It’s not uncommon for women to embark on a career change at least once in their lives, but what’s rare is seeing someone making the switch from wig and gown to chef’s toque and jacket.

Nisha Katona, a British born Indian, barrister, TV chef and author has changed the rules and provided evidence that challenges the limiting beliefs about a woman’s career in the kitchen.

“Being an Indian female with grandparents, parents, uncles, aunts and a brother who were all doctors, I wanted to follow suit. Instead I ended up being a barrister. I remember growing up in a wild and chaotic household, outrageous but filled with love. I was born into an entirely white, working class area of Lancashire but we were very proud of our Indian heritage. Our food and open kitchen attitude was the Kofi Annan of race relations and made up for our very uncool personalities. Our home soon became a commune for a diverse mix of hungry teens.”

Becoming a lawyer is hard work, not only is it a competitive field for women, you have to fund the expensive course, find a firm that will supervise you while you complete your training, you also have to have strong academic ability and a studious mind. One could ask, why give up such success to be a chef?

Nisha’s response is:

“Education is everything. It gives you depth and resourcefulness. So much emphasis is placed on the way females look. You’re judged on whether your look is sassy or strong but that gets you 10 minutes into an interview and if you’re lucky a month into a job. It is actually deep wisdom, learning and wide knowledge that will see women rise to the top. Women are all uniquely gifted, we generally multitask with ease and also understand that our employees are emotional creatures not just numbers. With these skills, honed and cleverly perfected, the concept of a glass ceiling in any field is blown out of the water.”

js49113696Imagining the life of a female barrister brings many strong notions to mind; early starts, piles of paper work, a calendar full of court appointments, desperate clients trying to reach you as a matter of urgency, lunch on the go, sore feet having worn pretty but smart court shoes all day, late finishes!?!

However, instead of putting her feet up after a long day at work, Nisha found comfort in mastering the kitchen whilst continuing her family food traditions of cooking authentic Indian meals. Making the leap from barrister to chef, what was the response from her peers?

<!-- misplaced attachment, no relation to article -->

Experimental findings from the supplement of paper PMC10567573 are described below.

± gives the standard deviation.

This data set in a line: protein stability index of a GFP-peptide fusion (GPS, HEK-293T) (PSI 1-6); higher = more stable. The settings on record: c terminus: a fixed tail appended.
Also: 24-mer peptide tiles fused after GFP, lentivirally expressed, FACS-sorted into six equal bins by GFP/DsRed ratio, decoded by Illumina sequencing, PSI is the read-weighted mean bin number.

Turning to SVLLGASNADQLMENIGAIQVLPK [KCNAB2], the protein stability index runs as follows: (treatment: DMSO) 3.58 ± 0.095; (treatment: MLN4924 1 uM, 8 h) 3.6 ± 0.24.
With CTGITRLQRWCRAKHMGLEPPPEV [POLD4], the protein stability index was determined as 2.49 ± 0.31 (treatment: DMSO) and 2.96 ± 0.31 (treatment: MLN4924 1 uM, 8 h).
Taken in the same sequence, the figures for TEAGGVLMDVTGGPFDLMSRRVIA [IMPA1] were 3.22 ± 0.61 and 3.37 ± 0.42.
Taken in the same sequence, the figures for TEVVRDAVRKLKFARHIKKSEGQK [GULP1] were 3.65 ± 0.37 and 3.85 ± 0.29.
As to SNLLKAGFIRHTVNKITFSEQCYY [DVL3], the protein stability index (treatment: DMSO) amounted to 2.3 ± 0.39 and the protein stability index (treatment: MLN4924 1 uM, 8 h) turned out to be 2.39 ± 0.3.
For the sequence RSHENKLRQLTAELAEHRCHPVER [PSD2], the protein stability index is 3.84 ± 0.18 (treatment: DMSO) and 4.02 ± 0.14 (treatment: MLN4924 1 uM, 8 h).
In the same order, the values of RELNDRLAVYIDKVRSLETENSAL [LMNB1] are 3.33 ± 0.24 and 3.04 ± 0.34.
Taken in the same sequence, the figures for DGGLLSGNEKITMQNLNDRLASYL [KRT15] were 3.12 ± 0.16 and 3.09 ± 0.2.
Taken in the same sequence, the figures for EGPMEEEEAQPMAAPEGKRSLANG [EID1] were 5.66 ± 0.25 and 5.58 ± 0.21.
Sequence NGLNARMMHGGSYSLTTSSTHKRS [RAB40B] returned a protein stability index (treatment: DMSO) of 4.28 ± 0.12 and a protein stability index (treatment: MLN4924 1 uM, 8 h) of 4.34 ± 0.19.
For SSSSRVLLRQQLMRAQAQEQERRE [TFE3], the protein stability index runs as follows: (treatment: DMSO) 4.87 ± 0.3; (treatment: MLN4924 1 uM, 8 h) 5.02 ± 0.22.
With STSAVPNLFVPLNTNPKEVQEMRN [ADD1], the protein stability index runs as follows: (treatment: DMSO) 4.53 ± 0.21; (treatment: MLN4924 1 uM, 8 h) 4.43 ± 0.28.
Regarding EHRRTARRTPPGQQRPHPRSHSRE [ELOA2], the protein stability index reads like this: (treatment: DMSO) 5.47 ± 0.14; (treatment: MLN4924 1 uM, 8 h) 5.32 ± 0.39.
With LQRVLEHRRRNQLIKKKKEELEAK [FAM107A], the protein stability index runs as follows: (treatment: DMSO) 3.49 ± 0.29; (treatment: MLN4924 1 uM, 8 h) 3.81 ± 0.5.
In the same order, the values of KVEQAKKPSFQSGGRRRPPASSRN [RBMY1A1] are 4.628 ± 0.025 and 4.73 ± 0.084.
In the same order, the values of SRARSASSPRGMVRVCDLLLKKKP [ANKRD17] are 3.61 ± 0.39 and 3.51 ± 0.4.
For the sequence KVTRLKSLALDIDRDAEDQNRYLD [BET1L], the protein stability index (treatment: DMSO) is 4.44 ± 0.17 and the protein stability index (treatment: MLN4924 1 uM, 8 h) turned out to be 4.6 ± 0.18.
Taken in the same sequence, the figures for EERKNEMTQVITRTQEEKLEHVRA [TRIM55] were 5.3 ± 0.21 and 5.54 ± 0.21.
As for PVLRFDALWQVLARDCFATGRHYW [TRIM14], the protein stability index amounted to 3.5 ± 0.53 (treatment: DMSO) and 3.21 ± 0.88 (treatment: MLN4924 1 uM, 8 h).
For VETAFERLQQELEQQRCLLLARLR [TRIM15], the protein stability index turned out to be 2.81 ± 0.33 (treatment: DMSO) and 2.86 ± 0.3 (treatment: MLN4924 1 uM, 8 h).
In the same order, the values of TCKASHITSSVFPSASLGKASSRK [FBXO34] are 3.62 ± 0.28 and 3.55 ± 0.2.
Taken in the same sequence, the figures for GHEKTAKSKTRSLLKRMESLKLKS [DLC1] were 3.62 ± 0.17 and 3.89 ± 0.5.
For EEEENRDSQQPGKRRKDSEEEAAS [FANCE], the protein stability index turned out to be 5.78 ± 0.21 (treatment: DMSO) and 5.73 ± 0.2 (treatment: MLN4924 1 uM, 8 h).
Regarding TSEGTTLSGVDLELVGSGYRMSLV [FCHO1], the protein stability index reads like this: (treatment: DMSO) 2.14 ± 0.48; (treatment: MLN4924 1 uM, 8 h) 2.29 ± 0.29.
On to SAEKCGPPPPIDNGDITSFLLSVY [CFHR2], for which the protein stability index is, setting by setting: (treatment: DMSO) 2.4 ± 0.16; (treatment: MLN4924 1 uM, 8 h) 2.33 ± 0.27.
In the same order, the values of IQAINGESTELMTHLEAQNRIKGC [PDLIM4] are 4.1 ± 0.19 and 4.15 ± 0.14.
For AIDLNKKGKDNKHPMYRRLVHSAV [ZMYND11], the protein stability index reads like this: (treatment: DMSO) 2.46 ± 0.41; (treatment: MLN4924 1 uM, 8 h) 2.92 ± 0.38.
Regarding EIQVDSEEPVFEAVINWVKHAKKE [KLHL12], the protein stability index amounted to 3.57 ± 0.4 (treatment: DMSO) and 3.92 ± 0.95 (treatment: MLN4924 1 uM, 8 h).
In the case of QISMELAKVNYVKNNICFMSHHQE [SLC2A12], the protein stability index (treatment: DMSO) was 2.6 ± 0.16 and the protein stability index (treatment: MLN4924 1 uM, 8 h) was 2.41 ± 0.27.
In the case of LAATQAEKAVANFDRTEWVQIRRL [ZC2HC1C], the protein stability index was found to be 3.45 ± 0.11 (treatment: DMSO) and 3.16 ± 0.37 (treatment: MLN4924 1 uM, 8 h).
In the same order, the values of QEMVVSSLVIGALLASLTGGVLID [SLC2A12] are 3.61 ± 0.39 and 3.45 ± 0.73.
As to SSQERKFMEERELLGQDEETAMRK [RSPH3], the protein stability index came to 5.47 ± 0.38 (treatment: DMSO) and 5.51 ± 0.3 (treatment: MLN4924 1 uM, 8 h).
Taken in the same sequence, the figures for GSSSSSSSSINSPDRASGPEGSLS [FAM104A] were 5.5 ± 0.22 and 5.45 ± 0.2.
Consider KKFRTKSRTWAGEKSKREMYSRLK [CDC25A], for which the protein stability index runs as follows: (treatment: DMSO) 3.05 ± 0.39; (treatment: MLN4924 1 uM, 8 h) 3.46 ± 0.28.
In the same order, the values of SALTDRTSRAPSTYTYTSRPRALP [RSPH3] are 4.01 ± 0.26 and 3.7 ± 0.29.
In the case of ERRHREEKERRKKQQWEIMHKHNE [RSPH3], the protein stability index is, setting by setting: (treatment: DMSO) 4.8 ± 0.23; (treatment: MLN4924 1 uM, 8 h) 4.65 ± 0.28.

“There is a sweet part of all of us that dreams of opening a little cake shop or cafe it seems. My peers were happy for me and incredibly supportive. I had 20 long years at the bar and my peers were like family. They watched with hope for me which surprised me. There was the odd disdainful raised eyebrow but generally their support has often been the greatest wind beneath my wings.”

She’s never looked back. Nisha, who places high value on home cooked food, saying it is: “cheaper, healthier, tastier”, came up with a formula to simplify the different curries into three spices and 20 minutes, earning herself the reputation of the ‘curry evangelist’. She has taken her passion further going into the restaurant business.

 “I loved being a barrister and I love being a restaurateur, I recognized that I could turn my passion for cooking into profit three months after opening my first Mowgli restaurant. I took a leap into the unknown, sacrificing and risking everything, however I leapt in faith, which is the best thing ever. I researched until my fingers bled, risk assessed until my brain ached but it’s only when I opened the doors of my restaurant, that I knew that I could make top line sales. If you really love what you are going to do then even the research is immensely fun. You have to look for a gap in the market. You have to cold bloodedly consider whether your product or idea is actually a good fit for that gap.”

Nisha Katona

Nisha’s hard work has certainly paid off. Not only has she become a successful restaurateur, many seek out her recipes in her books ‘Pimp my Rice’ and ‘Curry in a Hurry’.

Speaking about her decision to switch career’s, Nisha says: “I would not change anything, I strongly believe I am meant to have started Mowgli and that I am the best trustee to take her into the future, I want to take her national, even international. If I’m meant to be doing this, then none of the problems, or troughs or difficulties were without reason. I learn from every part of my experience. Without the downs and the grit I would become flabby and lethargic and Mowgli would lose her edge and drive. I love the fact that a life-changing door opened for me in my 40s. It is encouraging for anyone to know that there can come a tide of opportunity and wonder just as you feel like your life is in a rut. You just need to dream, research, try and try again.”

“My advice to any woman considering changing careers or sectors is where possible, keep your old job and try the new one in your spare time. The world does not owe us a living. Our dreams are not owed the support of others. Keep your security, take the risk on the side and then take the leap once you know you can keep a roof over your head and keep meeting your responsibilities. Our ability to do this is what makes us so uniquely powerful as women. An unwavering and wonderfully noble sense of responsibility but an ability to meet that with zeal, force and ‘perspicacity’, it’s what we do best.”

Nisha KatonaNisha Katona’s success has led her to become a sought after TV celebrity chef, with appearances on ITV’s Lorraine. She has recently quit her high-flying job as a barrister to follow her passion for food, and is now the proud owner of a chain of Mowgli restaurants situated in Manchester, Leeds with a new branch opening in Liverpool in December 2016.





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